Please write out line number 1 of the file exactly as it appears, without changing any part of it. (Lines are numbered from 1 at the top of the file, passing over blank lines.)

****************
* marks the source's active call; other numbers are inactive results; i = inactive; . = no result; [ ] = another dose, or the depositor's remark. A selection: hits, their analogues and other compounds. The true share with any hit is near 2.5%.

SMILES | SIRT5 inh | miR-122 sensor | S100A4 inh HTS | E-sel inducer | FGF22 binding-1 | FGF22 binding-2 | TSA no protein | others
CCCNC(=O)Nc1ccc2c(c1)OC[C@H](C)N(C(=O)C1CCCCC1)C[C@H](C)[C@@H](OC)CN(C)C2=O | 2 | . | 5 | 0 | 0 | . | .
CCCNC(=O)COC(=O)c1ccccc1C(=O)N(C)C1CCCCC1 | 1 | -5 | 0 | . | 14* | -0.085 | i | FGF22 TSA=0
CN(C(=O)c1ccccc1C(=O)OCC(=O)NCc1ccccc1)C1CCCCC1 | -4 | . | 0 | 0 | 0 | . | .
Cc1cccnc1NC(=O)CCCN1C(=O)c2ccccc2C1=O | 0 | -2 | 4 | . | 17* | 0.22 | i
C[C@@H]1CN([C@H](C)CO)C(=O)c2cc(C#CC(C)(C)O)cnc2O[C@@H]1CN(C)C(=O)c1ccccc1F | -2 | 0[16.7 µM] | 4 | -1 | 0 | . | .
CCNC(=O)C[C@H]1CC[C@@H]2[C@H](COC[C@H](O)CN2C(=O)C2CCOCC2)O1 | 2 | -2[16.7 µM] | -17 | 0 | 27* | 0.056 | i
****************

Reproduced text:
* marks the source's active call; other numbers are inactive results; i = inactive; . = no result; [ ] = another dose, or the depositor's remark. A selection: hits, their analogues and other compounds. The true share with any hit is near 2.5%.